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Ice Cream in Germany
Ice Cream in Germany is an Expression in Art
In cafes throughout Europe, ice cream is a unique form of art. Served on fine china, in hand-blown colorful glasses or in waffle cones, with exotic fruits or exciting liquors, every customer leaves happy. Vibrant, busy and modern, German Eiscafes cater to hyperactive children, large families, vacationing tourists, couples, and everyone young at heart. In Germany, ice cream parlors are full of cheerful people savoring their desserts and enjoying life.
In the late 1900s with the advent of electricity and its ability to keep ice cream at the proper temperature, Eiscafes sprang up all over European cities. Moreover, large amounts of Italians immigrated to all corners of the world at the end of the nineteenth century, bringing their passion for frozen desserts with them. Due to their cultural influence and combined with the invention of the ice cream cone at the World’s Fair in St. Louis in 1904, ice cream parlors expanded throughout the world. In Berlin, for instance, the first Eiscafe, (das Eiscafe Monheim) opened in 1928 and yet as early as 1930 ice cream shops had opened in every major German city.
Today there are thousands of Eiscafes in large and small towns throughout Germany and the majority of these are Italian owned and operated. Working in Germany during the spring, summer and fall months, Italian owners travel back to Italy only during winter, shutting their business down for a few months’ vacation. Names such as Gelateria Bellagio, Cafe San Marino, Benita, Eiscafe Vallazza, Bolina and many others reflect their Italian heritage. Serving cappuccinos and espressos, many are staying open year round, especially in the larger cities. Many Eiscafes are becoming coffee shops as well. These ice cream parlors are kept in immaculate condition, are extremely clean and look like well-kept, modern, European pubs. Whether located in a bustling city, on a picturesque river, or in the village square, the ambiance is always warm and welcoming.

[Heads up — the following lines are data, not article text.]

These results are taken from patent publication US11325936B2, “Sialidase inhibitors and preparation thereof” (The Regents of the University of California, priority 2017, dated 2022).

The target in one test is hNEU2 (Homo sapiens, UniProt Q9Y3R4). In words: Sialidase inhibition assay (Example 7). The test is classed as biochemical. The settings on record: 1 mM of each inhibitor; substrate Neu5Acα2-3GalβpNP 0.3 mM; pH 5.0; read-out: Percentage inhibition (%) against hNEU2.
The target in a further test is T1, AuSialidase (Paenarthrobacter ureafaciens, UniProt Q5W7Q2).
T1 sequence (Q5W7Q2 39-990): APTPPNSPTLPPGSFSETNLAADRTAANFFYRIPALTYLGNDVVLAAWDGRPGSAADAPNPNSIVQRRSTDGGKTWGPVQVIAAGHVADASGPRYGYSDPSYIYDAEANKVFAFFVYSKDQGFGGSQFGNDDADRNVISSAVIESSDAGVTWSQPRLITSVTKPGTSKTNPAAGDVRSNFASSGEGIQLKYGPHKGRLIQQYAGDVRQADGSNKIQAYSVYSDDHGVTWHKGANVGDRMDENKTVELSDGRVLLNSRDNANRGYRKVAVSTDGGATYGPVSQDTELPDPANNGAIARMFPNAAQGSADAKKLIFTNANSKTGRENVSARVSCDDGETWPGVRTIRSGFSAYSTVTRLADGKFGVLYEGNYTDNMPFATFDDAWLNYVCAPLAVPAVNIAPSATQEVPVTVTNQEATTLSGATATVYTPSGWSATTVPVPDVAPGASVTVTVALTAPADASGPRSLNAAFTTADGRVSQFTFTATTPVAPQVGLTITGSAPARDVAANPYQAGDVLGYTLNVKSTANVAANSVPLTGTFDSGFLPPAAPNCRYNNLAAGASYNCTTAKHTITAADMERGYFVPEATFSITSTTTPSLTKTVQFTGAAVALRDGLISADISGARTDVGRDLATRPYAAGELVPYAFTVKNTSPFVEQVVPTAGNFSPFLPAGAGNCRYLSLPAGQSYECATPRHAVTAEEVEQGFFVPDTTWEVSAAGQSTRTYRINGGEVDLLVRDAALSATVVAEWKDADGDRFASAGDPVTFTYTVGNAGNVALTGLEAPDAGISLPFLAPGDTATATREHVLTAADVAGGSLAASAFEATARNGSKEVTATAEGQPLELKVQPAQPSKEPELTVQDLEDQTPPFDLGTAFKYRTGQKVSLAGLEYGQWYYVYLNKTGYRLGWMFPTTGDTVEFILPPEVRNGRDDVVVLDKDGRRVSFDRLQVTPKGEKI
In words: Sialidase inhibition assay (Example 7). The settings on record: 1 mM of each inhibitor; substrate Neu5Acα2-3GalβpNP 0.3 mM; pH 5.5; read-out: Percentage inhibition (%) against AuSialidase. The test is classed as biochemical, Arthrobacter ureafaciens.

The seven basic styles of German ice cream
Milchspeiseeis is at least 70 percent made from milk.
Rahmeis is at least 60 percent made from creme.
Eiskrem is produced from milk with at least 10 percent milk fat.
Kremeis is made with eggs.
Fruchteis has at least 20 percent fresh fruit in its ingredients.
Kunstspeiseeis is made with artificial color and flavor additives.
Although most Italian cafes serve what is known as Gelato, it is only slightly different from most ice creams. Gelato is a favorite of almost all Germans, even though they do have their own ice cream which is very good. Plenty of cafes have specials that are unique to particular seasons, dependant on local or available ingredients. Most times, however, the menu does not change too much. Scoops and layers of ice cream are situated perfectly on the plate with different textures of crunchy cookies, crispy wafers, crumbled nuts, soft whipped cream, and ripe, juicy fruits. Decorations include long picks with tinsel with which to pick up fruits. (Germans eat very little with their hands). Fruit are often cut into fanciful shapes and placed strategically in the serving dish. Fancy, hand-blown glassware accentuates the beauty of many of the ice cream dishes. Alcohol is often added to special dishes, such as Amaretto, Creme de Menthe and others.
Children’s ice cream dishes are topped with candies and cookies made into faces and are quite whimsical. One of the specialities created in Germany for children is the Spaghettieis. Pressed through a potato ricer, the ice cream is forced through small holes and comes out looking very much like thin strands of spaghetti. Covered with a strawberry topping to represent tomato sauce, shaved coconut is sprinkled on top to represent the Parmesan cheese. Sometimes dark cherries are added in the strawberry sauce to represent olives. The result is a dessert that looks exactly like a plate of spaghetti. Eiscafes are now adding Lasagnaeis, Pizzaeis, and Bratwursteis to their menus. These desserts originated in Germany and have become huge hits not only for children, but for the young at heart as well.